Also prisons in eastern Switzerland – showing the one at Frauenfeld, Thurgau – have to battle with unruly detainees from northern Africa.
Original translation by Michael Laudahn:
Prisons in eastern Switzerland have huge problems with detainees of north african origin. They threaten and insult the staff – and sometimes even put pressure on fellow detainees who are ready to work.
Detainees from northern Africa are more prone to violence than others, and prison staff are more often being abused and insulted: This cry for help by Thomas Freytag, president of the prison association ‘Freiheitsentzug Schweiz’ [Swiss Imprisonment], broadcast via [state] Radio DRS, made wednesday’s headlines. The problems with inmates from countries like Tunesia, Morocco or Libya keep the staff on the go also in eastern swiss jails.
‘Detainees from northern african states are the most difficult group we have had to face so far’, according to Martin Vinzens, director of the St Gallen [canton, not city] penitentiary at Saxerriet, where about one tenth of the 120 inmates are from north Africa. It is especially problematic, according to Vinzens, when prisoners of the same origin join forces and appear in groups. The Saxerriet staff is constantly battling with the growing verbal aggression through north africans – even murder threats have been pronounced, according to Vinzens. But even apart from that, the north africans’ behavior causes major problems for prison staff: ‘There are also some exceptions. But in general, north africans appear often cheeky and demanding, especially when they are in groups’, specifies Martin Vinzens, mentioning an example: Many have the feeling they could sit out their sentence without having to work or to cooperate within the prison regime’s framework. Partially, they even tried to exert pressure on detainees who were ready to work. ‘We then need to get our point across to these people that we are not a service facility’, says Martin Vinzens.
Also at the Appenzell Ausserrhoden [canton bordering St Gallen] penal institution at Gmünden, as also at the attached canton prison, problems with north africans are a daily occurrence. Director Kurt Ulmann informs about verbal threats – ‘partially, they are massive’, says he. It is a concern for him that things will be talked out, in cases like this – ‘optimally, the inmate withdraws his threat. Otherwise, he may be dislocated to a different institution, or he may be reported.’ Kurt Ulmann shares Thomas Freytag’s (national prisons association) impression, according to which north africans are more difficult in the penal system than eastern europeans: ‘Often they are very demanding, and also very loud’, he states. Ulmann also reports about a north african detainee to be expelled sitting in the canton’s prison, who had set his cell on fire. In general, he states that lack of respect is a fact in today’s society – add to that the problems with north african detainees, and the staff’s work has become very exhausting. Ulmann is so much more thankful that the subject of intercultural exchange plays a big part during the staff’s education. ‘Presently, however, we don’t have the resources for special intense schoolings on north africans’, regrets Ulmann. His conclusion, given the present situation: ‘We would need more staff.’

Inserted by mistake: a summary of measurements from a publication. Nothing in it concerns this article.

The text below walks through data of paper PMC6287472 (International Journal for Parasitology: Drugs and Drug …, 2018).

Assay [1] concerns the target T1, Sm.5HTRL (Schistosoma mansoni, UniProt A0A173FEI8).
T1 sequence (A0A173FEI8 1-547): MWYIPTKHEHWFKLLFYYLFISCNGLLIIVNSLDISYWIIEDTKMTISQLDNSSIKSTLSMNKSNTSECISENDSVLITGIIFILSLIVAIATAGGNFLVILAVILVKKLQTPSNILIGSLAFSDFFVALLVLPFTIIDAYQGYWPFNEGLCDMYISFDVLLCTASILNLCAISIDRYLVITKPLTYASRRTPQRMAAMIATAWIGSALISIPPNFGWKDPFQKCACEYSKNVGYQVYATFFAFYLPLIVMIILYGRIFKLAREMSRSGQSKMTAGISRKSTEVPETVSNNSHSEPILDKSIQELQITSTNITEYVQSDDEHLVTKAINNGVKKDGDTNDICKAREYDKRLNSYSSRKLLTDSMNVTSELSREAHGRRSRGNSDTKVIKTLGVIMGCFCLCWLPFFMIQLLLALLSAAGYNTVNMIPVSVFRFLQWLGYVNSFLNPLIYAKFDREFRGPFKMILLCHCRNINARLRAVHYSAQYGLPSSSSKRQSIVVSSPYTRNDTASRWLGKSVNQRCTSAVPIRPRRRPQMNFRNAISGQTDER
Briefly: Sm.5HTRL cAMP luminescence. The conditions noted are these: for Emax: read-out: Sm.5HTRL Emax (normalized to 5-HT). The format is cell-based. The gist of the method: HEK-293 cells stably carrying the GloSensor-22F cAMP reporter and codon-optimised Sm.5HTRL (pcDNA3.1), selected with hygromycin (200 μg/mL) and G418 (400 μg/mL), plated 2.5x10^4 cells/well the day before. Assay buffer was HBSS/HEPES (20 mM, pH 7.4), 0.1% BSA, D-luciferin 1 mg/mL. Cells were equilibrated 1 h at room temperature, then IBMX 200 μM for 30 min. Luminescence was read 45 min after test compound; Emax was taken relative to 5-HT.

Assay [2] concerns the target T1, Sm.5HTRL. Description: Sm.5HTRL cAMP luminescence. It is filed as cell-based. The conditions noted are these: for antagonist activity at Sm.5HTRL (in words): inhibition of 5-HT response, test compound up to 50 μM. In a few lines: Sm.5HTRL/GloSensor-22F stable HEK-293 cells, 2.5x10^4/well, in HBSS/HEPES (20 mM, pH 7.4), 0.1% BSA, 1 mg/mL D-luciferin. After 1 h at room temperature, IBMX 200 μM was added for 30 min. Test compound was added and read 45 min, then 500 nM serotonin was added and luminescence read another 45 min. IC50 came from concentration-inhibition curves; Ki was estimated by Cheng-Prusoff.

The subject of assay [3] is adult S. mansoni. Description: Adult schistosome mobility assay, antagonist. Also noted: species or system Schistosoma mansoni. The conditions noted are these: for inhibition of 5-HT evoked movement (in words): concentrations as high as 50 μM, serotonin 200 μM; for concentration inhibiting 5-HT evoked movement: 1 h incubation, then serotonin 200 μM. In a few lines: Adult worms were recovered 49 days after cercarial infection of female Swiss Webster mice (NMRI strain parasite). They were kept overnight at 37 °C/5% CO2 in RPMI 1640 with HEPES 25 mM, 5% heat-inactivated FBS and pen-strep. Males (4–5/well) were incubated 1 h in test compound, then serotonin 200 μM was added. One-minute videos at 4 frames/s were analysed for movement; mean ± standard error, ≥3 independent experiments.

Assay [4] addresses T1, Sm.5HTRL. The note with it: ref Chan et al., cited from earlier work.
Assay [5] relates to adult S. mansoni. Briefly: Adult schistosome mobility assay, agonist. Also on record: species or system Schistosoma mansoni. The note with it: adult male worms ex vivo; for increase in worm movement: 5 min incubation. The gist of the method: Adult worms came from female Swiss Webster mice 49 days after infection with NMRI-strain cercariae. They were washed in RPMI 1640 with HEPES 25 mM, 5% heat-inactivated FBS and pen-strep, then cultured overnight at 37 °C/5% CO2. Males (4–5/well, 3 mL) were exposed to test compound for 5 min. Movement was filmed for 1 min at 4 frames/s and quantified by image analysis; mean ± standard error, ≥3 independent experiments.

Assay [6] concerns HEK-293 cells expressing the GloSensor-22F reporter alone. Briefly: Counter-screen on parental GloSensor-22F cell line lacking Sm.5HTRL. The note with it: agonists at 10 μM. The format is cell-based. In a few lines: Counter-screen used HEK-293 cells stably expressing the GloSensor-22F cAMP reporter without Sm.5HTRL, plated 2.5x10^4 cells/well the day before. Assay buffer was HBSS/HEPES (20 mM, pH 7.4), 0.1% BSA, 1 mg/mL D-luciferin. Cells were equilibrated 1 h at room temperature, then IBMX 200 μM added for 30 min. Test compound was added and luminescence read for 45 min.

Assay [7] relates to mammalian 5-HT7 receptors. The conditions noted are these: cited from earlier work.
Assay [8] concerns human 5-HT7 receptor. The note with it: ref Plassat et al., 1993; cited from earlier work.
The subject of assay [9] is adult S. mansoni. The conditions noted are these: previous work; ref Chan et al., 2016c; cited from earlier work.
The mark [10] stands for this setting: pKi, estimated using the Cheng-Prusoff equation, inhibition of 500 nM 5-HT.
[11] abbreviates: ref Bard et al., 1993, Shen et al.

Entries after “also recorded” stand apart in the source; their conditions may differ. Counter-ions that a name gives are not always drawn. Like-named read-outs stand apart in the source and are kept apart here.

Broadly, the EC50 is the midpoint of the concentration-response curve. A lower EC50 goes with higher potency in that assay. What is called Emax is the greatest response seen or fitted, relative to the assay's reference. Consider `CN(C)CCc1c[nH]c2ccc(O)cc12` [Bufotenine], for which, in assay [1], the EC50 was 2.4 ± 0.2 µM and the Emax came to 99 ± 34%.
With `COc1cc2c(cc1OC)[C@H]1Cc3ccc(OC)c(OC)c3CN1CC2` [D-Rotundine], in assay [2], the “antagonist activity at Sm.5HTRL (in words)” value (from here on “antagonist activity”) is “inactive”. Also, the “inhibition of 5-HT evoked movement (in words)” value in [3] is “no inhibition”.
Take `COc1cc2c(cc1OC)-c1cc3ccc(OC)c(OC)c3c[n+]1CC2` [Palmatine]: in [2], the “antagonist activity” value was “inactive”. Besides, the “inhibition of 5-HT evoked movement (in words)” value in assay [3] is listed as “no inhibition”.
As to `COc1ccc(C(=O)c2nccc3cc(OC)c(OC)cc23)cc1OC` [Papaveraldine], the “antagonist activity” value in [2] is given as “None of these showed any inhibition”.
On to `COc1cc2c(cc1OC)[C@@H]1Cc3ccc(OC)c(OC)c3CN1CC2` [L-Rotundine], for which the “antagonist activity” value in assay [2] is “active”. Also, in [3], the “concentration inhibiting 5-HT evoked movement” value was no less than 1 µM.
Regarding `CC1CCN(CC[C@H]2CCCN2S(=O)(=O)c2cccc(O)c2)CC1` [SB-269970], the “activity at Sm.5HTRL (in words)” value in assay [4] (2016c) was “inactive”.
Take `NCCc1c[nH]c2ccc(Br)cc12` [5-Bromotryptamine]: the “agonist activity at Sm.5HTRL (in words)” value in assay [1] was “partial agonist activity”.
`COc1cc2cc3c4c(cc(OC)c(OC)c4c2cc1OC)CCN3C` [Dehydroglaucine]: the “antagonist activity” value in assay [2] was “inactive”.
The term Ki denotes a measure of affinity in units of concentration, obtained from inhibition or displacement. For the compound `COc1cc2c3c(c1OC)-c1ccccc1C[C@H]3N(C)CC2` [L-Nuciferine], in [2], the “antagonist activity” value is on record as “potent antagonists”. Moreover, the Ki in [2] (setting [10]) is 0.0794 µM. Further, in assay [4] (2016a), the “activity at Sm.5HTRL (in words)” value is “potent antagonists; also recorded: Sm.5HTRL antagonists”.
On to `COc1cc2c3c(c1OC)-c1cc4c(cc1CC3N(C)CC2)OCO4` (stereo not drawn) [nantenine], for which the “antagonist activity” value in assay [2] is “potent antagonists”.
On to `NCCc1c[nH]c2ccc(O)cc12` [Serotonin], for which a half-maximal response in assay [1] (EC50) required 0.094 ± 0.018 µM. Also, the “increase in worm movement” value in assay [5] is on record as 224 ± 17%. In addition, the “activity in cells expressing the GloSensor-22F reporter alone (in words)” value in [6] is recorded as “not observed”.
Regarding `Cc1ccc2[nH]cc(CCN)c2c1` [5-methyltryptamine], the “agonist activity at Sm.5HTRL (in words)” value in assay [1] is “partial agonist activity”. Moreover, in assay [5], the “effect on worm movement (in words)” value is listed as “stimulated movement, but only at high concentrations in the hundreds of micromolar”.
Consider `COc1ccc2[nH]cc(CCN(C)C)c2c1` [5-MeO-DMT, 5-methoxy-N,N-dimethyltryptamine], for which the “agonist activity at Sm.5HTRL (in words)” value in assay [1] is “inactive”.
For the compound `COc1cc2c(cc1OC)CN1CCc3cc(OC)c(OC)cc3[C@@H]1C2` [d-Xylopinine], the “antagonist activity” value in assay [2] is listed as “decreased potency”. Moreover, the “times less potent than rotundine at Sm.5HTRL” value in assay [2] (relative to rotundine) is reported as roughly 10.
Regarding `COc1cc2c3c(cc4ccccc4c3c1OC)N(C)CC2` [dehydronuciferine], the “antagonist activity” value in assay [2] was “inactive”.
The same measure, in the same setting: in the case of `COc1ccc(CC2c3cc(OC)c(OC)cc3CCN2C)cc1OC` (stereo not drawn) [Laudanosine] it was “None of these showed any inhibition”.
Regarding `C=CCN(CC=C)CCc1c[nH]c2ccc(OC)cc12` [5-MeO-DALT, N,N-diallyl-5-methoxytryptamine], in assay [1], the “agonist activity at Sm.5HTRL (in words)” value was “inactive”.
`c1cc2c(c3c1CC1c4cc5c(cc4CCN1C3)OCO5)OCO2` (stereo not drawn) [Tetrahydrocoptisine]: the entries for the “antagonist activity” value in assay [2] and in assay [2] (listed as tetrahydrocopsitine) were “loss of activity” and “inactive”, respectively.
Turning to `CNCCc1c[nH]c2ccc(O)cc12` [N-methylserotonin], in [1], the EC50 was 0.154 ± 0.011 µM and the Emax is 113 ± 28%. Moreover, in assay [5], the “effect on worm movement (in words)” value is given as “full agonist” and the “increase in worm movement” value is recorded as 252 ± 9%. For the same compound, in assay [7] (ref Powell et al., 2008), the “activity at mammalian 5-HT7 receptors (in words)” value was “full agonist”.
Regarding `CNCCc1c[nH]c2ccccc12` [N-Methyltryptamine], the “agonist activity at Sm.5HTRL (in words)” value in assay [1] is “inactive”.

At the Frauenfeld [Thurgau] canton prison, about a fifth of the 60 inmates are from the north african region. Stephan Felber, general secretary at the Departement für Justiz und Sicherheit [security]: ‘We have fewer problems with violence and threats towards our staff.’ One reason for it: A [central] police station is next to the prison and is called at an early stage, when a conflict initiates. Still, also those in the Thurgau canton do have their problems with north african inmates: ‘Partially, they just wish to consume benefits, and they treat the staff abolutely disrespectfully’, says Felber. The result of which is a sentiment of powerlessness with the prison’s employees. The thought might cross their minds where their own rights are, compared to the prison inmates’, according to Felber.
The Swiss Imprisonment president states a strong tendency among north africans detainees to inflict injuries on themselves. The staff at eastern swiss penitentiaries makes the same experience. Stephan Felber, general secretary of the Thurgau Justiz- und Sicherheitsdepartements: ‘It happens again and again that prisoners from northern Africa inflict injuries on thmselves, or that they threaten to do it.’ He is endorsed by Kurt Ulmann, Gmünden prison, Appenzell Ausserrhoden canton. ‘These self-inflicted injuries are certainly not life-threatening. But it is very wearing for our staff if someone cuts himself into his stomach or his arm and everything swims in blood’, says he. Martin Vinzens, director at the Saxerriet penitentiary, is also familiar with the self-inflicted injury subject. ‘Here at our instutiton, north africans do not act more conspicuously with regard to such things, than members of other cultural regions’, says he.